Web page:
Deb Robson on Growing Wool…

We mentioned Deb Robson in our recommended reading for WOVEMBER post, and in “Growing Wool in pictures by Susan Gibbs“. If you have not yet seen The Fleece and Fibre Sourcebook we suggest you check it out at once! And if you ever have the chance to attend one of Deb Robson’s workshops, you will become tremendously excited about all the different sheep breeds in existence, and her marvellous wine-tasting approach to sampling, savouring and appreciating WOOL in all its glorious variety!

Rare breed sheep wool swatches, knitted mostly using Blacker Yarns at one of Deb Robson’s “Working with rare breed sheep wools” workshops

Deb’s schedule is always full of WOOL-promoting activities, and a couple of weeks ago – in spite of being busy with preparations for SOAR – she made time to contribute to all five phases of our WOVEMBER “Closing the Gap” theme! We are delighted that Deb will be appearing here throughout WOVEMBER, and to mark this happy announcement, here are some of her notes and photos on Growing Wool…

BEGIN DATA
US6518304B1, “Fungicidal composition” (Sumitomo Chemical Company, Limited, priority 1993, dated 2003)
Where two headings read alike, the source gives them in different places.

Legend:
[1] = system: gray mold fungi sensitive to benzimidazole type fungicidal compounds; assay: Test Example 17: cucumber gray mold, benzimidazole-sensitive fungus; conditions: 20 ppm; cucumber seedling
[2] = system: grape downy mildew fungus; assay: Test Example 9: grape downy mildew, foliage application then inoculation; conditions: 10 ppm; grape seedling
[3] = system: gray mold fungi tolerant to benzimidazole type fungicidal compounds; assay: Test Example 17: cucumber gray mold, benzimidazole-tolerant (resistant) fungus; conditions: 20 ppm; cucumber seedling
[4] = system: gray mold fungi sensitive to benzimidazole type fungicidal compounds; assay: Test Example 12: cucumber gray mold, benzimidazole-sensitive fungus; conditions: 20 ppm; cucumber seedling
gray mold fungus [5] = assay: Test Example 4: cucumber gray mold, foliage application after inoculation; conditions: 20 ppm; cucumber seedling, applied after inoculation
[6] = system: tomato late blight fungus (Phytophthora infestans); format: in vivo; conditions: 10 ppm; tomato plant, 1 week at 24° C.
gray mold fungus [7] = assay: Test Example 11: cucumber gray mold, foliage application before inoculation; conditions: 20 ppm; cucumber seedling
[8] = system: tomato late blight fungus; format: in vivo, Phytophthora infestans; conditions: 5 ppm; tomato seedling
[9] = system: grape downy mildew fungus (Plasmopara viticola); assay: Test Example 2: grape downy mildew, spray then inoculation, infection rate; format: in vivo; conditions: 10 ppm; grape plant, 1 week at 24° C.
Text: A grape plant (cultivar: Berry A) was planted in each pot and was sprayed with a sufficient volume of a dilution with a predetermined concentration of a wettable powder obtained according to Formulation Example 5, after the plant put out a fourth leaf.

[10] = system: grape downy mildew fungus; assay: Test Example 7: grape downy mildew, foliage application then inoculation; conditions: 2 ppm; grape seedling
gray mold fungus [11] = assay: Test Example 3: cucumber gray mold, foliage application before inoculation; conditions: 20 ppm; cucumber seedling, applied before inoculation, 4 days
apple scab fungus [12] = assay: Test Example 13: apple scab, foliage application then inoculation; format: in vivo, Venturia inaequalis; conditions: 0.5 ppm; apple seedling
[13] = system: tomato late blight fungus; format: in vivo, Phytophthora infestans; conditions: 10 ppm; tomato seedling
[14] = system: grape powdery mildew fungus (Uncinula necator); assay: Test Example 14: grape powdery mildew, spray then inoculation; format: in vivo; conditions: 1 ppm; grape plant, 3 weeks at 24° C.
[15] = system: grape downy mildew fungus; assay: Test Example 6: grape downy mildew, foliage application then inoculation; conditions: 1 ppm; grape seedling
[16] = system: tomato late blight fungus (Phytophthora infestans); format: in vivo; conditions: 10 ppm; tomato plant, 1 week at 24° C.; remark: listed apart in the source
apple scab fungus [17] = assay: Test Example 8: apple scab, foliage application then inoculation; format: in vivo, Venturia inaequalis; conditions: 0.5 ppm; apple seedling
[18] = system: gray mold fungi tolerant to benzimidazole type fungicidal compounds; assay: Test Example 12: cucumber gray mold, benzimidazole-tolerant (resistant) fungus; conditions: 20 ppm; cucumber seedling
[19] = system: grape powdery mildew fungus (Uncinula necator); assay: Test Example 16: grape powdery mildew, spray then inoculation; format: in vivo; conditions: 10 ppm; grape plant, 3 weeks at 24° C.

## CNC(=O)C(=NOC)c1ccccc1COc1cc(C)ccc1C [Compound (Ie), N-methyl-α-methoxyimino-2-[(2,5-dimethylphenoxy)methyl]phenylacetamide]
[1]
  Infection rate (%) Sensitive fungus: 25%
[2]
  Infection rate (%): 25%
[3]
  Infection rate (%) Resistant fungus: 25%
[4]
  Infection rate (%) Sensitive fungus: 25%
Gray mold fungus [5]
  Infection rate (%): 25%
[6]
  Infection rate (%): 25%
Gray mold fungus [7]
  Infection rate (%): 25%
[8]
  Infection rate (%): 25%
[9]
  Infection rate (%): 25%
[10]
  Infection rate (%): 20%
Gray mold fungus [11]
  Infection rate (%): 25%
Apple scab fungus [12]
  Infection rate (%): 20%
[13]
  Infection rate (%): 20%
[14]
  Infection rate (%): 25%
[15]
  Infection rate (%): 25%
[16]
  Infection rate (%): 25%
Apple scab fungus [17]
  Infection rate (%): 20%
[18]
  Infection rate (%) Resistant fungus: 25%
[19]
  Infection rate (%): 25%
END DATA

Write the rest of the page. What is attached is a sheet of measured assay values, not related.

01 – Finnsheep ewes: Some sheep are jacketed, or coated, to protect their wool while it’s growing. Much good wool is also grown without jacketing!

02 – These Black Welsh Mountain ewes know the importance of eating well. Good wool depends on good nutrition–and many other factors, including favorable weather.

03 – This Border Leicester sheep’s fleece will grow long enough that it may be shorn twice in a single year.

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This entry was posted by Felicity Ford.

2 thoughts on “Deb Robson on Growing Wool…

  1. The British Longwools are known for twice-a-year shearings because their fleeces are so long. They need especially good nutrition: it takes a LOT of energy to grow wool that quickly!

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